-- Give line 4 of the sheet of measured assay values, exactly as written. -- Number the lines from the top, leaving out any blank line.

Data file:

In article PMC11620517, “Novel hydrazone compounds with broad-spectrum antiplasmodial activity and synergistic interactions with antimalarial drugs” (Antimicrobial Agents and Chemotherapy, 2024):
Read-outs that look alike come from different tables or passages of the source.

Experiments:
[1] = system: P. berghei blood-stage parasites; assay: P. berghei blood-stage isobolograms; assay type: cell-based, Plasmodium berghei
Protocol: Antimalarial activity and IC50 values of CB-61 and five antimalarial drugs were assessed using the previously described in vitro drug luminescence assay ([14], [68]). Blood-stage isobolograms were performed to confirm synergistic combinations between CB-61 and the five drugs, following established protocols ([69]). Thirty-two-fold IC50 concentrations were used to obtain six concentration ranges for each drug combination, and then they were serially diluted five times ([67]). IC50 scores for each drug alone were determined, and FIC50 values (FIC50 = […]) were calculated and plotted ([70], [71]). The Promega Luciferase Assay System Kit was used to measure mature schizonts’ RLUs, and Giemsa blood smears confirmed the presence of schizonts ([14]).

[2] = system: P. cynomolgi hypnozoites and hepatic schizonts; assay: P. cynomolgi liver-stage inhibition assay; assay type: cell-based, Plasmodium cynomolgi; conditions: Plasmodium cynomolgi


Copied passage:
[1] = system: P. berghei blood-stage parasites; assay: P. berghei blood-stage isobolograms; assay type: cell-based, Plasmodium berghei